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O's two-sport draft pick: 'Right now, it's basketball'

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O's two-sport draft pick: 'Right now, it's basketball'

BY PETER HAILEY

It takes a rare topic in the sports world to bring together fans of the Baltimore Orioles and Portland Trail Blazers, but in Pat Connaughton, the two team's supporters have something they're both interested in.

The Massachusetts native played both basketball and baseball at a high level during his four years at Notre Dame. On the hardwood, Connaughton averaged 13.8 and 12.5 points per game in his junior and senior seasons respectively, and hit on 38.6% of his three-point attempts overall in his Fighting Irish career.

Meanwhile, on the diamond, the 22-year-old compiled a 3.03 ERA and 105 strikeouts in 154.2 innings over three years with Notre Dame's baseball team. It's evident that Connaughton is talented in both sports, and teams in both the NBA and the MLB took notice of his skills: Baltimore selected him in the fourth round of the 2014 MLB Draft, and the Brooklyn Nets took him in the second round of the 2015 NBA Draft before trading him to Portland. 

As with any two-sport athlete, questions regarding which game he'll try to turn pro in will follow, and on Tuesday, Connaughton spoke with reporters after a practice with the Blazers to elaborate on his current plans, which were originally discussed here

MORE ORIOLES: FOUR ORIOLES GET ALL-STAR NODS

"Right now it's basketball," Connaughton said. "That's the way I've pursued it. With the two sports, you gotta take it one day at a time." 

As for whether he had expected to be drafted by an NBA team, Connaughton was candid.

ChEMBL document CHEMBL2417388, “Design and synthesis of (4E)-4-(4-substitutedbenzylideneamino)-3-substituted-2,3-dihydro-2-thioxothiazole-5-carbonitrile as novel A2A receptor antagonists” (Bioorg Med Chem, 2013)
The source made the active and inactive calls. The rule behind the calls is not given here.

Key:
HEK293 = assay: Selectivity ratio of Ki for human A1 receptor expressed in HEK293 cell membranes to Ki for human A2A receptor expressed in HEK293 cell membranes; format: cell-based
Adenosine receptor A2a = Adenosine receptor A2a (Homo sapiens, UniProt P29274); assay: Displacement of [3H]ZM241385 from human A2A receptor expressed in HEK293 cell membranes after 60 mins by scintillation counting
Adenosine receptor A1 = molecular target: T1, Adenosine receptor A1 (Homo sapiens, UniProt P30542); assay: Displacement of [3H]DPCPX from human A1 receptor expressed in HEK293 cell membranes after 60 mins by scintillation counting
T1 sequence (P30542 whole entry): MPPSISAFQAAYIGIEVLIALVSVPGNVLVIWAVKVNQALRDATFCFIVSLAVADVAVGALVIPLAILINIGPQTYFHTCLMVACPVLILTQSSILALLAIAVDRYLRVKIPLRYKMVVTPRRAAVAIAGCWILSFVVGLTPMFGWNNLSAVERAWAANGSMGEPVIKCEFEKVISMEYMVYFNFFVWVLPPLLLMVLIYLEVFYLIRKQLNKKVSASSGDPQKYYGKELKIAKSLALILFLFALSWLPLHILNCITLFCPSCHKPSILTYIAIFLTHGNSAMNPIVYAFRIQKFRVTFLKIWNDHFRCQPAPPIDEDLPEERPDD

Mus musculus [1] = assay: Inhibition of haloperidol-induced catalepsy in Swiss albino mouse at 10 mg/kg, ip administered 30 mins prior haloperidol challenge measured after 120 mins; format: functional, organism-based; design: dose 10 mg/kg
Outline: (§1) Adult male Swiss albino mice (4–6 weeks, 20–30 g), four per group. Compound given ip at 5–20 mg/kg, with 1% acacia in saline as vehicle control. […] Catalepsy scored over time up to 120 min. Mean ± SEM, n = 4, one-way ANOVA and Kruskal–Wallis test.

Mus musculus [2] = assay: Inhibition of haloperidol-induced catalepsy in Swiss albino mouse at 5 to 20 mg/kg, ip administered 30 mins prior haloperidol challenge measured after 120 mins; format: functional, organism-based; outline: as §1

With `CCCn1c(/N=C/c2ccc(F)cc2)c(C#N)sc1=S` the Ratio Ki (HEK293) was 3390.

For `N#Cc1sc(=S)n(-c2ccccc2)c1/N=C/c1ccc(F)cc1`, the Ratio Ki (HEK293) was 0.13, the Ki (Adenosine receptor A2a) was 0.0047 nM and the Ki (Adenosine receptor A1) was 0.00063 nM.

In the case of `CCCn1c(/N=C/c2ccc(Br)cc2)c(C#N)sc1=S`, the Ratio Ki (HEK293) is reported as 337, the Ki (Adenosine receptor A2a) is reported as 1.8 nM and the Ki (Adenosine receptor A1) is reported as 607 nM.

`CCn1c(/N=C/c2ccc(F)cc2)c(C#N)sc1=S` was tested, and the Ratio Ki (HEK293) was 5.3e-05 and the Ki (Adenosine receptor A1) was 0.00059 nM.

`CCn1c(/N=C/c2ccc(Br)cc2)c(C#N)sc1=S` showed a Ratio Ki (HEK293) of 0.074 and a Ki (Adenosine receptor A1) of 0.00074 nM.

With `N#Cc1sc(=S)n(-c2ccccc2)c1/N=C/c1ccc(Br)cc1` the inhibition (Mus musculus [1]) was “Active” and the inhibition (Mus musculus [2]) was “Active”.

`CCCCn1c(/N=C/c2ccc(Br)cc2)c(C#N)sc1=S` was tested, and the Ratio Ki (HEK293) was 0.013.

"That's a good question," he said. "At the beginning of the process, it was 'Will I get drafted or will I not?' And then, I was able to put myself in a position where it was more likely than not I would've been drafted."

The rookie said that even if he hadn't heard his name called in the NBA Draft, however, he still would've made an effort to crack a roster. In his mind, that was the only way to go about it.

"The whole thing with the two sports for me was, 'Don't burn one bridge before you know what's across it,'" Connaughton said. "I'd be doing myself a disservice for going to bat for the two sports my whole life then just ending one because I didn't think I had a shot. I owe it to myself, and I owe it to my family, to put my best foot forth." 

MORE ORIOLES: Strong numbers get Britton, O'Day All-Star nods

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Orioles finally hire Brandon Hyde as new manager

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Orioles finally hire Brandon Hyde as new manager

The Orioles have finally found their man.

After entering the Winter Meetings without having yet hired their new manager, a rarity in this era of baseball, the Orioles announced Friday that they had hired Brandon Hyde to fill the role.

Hyde joins the organization after spending half a decade in Chicago under Joe Maddon, and many years prior with the Marlins. He has a long background in player development, something that was important to new Orioles GM Mike Elias, which makes sense considering the state of the organization and their upcoming rebuilding process.

Hyde is 45, so he’ll have the opportunity to stick in Baltimore for a long time if he finds success, however, Elias defines it, in the next few seasons. Many times, the manager leading a team as it embarks on an organizational rebuild is not the same one who leads them back into contention, but the Orioles front office will certainly hope Hyde is up to both tasks.